A Samurai’s Swansong
While Kurosawa’s Rashomon attempts to discern the extent of human fallibility, and Seven Samurai that of conviction through strength and the true nature of courage, Yojimbo, on the other hand, tends to dabble with the prospect of bushido, the code of honour historically practiced by samurai and one which Sanjuro arguably fails to meet.
Bushido (meaning “the way of the warrior”) speaks of loyalty, sincerity, frugality, martial arts mastery and honour until death. Now, while Sanjuro proves his martial arts mastery in spades, the rest of the conglomerate ideals seem misplaced or skewed, as if our broken warrior has all but neglected his status as a samurai. Sanjuro acts without mercy, killing at will to prove his worth; his sincerity is tentative depending on the highest bidder (and even then it isn’t cemented); his frugality seems utterly spent as he attends both criminal gangs looking to further fill his otherwise sparse pockets; and his loyalty is unquestionably nonexistent, enlisting in both gangs and staying loyal to neither as per the aforementioned narrative conflict of the Yojimbo. That leaves Sanjuro’s honour until death, assumedly something that our lonely samurai cannot feasibly achieve, as to maintain one’s honour one must act honourably, which of course, our hero fails to do… until the end of the film.
The story of Yojimbo exists at the end of the Edo era in Japan, when samurai were swiftly becoming more and more purposeless and largely lacking use. With the emergence of newfound battle technology in pistols and rifles, the famed Japanese warriors were falling into insignificance – their profound martial arts and lightning-fast swordplay seen as no match for the accuracy and instantaneousness of a bullet in the heart. Samurai were seeping out of existence, and Kurosawa infers that so. The fact that Sanjuro is travelling with no master, and seemingly no plan or perceived objective suggests that he has all but succumbed to the deteriorating need for the samurai. His dismissal to actually help either of the criminal gangs implies a refusal to accept leadership, refuting the way of the samurai and living life by his own hand, or by his own sword. He is the remnants of a dying breed. A ronin with no purpose and no honour, literally throwing a stick and letting its fallen position decide his next direction.
A Fistful of Copyright
Perhaps our samurai’s disillusionment and lack of purpose in Yojimbo is why the movie has been so well recaptured in western cowboy epics as Sergio Leone’s A Fistful of Dollars released in 1964. Sanjuro’s passive violence and refusal to accept any sort of governance is irrefutably cowboy in nature – a silent, brooding outlaw, looking for the nearest buck or the easiest place to rest his head. Leone’s version starring Clint Eastwood as the central warrior is undoubtedly cruel and unchained, only helping those when it suits him or when the pay is good. It’s no wonder that Leone was sued for failing to secure the rights to Kurosawa’s samurai epic, leading to a 3 year delay and a legendary settlement out of court. See here for a side-by-side of Kurosawa’s Yojimbo and Leone’s A Fistful of Dollars.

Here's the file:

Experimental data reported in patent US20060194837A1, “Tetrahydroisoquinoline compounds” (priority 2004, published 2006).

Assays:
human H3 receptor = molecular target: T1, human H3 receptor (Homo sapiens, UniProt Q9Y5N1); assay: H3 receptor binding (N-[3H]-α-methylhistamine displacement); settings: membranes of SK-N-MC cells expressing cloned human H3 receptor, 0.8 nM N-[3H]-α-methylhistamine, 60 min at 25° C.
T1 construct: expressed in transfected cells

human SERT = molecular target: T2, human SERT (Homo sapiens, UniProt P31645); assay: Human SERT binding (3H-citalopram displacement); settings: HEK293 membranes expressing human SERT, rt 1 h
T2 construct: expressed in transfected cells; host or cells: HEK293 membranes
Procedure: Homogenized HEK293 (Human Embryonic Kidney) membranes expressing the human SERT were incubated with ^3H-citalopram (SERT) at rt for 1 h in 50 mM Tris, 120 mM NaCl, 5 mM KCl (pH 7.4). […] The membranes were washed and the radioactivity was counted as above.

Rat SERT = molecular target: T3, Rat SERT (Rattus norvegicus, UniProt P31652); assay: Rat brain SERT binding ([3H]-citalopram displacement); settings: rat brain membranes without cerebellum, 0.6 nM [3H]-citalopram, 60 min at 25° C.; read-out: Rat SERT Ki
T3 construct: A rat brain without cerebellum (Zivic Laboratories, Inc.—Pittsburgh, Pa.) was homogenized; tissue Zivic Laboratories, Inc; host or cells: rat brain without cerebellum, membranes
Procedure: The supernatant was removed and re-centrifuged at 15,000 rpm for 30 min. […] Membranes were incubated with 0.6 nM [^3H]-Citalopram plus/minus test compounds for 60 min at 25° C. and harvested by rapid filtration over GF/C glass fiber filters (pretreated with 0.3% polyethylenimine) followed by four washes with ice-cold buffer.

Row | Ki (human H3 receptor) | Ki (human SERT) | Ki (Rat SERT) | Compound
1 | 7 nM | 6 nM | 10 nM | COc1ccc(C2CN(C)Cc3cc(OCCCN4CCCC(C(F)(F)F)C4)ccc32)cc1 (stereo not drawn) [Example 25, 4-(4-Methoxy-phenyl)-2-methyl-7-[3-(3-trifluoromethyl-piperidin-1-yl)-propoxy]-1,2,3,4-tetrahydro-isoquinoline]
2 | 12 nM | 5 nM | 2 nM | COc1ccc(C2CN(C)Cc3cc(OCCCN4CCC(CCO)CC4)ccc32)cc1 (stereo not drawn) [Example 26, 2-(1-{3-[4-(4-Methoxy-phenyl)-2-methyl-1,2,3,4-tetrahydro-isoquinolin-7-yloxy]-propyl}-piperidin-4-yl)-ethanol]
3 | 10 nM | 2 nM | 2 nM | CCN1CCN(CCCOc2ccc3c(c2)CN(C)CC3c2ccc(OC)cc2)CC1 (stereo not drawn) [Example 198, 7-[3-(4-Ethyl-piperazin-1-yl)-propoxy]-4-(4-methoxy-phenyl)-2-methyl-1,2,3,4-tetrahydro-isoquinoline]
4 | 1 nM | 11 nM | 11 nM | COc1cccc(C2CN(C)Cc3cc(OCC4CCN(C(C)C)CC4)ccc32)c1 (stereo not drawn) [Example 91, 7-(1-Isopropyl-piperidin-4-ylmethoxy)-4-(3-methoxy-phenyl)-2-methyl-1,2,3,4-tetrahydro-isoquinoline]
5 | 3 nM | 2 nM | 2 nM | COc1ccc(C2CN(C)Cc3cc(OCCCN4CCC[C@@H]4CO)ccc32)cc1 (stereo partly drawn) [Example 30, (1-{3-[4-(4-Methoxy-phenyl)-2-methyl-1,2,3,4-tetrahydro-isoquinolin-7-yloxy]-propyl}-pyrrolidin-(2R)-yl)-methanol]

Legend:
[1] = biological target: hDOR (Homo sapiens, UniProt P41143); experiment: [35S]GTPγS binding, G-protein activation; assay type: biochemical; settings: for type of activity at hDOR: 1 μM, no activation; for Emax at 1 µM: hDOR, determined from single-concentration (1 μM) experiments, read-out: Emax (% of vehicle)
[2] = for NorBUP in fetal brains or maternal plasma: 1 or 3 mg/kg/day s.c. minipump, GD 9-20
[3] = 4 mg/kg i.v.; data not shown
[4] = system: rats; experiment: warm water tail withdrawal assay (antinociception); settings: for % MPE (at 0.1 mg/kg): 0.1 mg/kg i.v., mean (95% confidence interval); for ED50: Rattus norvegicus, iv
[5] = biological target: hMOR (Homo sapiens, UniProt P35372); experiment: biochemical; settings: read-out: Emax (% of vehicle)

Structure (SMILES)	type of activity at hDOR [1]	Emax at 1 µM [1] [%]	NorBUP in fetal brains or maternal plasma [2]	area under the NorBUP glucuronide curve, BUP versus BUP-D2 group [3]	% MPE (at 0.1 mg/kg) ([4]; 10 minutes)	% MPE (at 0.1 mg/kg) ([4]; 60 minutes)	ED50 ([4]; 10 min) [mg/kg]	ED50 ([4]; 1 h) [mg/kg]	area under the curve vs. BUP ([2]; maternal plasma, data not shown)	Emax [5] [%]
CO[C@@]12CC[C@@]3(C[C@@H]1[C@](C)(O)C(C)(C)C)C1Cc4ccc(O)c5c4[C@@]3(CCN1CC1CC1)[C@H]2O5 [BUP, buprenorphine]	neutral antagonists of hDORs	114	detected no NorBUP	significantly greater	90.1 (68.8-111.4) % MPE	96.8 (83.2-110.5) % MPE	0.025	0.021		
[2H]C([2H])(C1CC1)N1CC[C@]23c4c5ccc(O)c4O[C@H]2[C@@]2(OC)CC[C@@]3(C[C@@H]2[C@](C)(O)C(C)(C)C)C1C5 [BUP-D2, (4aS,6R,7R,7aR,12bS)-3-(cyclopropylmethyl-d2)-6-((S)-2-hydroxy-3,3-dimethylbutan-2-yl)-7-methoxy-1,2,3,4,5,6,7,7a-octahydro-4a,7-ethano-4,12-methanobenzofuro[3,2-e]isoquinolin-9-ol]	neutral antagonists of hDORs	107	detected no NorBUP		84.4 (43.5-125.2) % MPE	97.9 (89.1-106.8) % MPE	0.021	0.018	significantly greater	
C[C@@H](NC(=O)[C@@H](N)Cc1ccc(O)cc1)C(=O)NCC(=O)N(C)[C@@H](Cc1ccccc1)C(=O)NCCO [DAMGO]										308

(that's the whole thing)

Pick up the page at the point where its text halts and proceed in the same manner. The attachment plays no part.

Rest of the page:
Yet, much like Eastwood’s Man with No Name, it is perhaps the resilient nature of Sanjuro, as a reluctant hero, to only realise his gallantry in the true face of injustice and, at the end of the film, assume his otherwise neglected moral code; finally proving himself worthy of the title of samurai (or cowboy in Eastwood’s case). Striking down the criminal villains after they step too far and begin harassing innocent townsfolk in their unceasing squabble for power. Sanjuro takes up his mythical position as a samurai and acts loyal only to those who can’t fight for themselves. Not for money or shelter but to enact justice on those deserved of such. Sanjuro faces the impending demise of his chosen people, as signified by Unosuke’s pistol, and manifesting his mythical samurai skills once more by striking fear right back into the barrel of the gun.
With marvellous skill, a resurgent moral tenacity and a typical cinematic opulence, Kurosawa permits one final act of honourable virtue, allowing our protagonist to assume his bushido once more and adopt the way of the samurai (at least for a moment). Leaving Sanjuro thus, to venture forth back into the country in continuation of his nonchalant search for validity and his, somewhat reserved, penchant for justice. In Sanjuro’s case, it’s just that: Kurosawa’s 1962 sequel to Yojimbo, justifiably titled Sanjuro; featuring another party in crisis, and again starring Mifune as the titular character and mythical ronin.
And with that, we end our three-part run on a select few of Akira Kurosawa’s legendary jidaigeki-chanbara films. Detailing the collective impact that they impelled on the world of western film, as well as the monumental resonance of each of their particular and diverse narratives. Yet, as per the myriad masterpieces in Kurosawa’s repertoire, there’s so much more to see.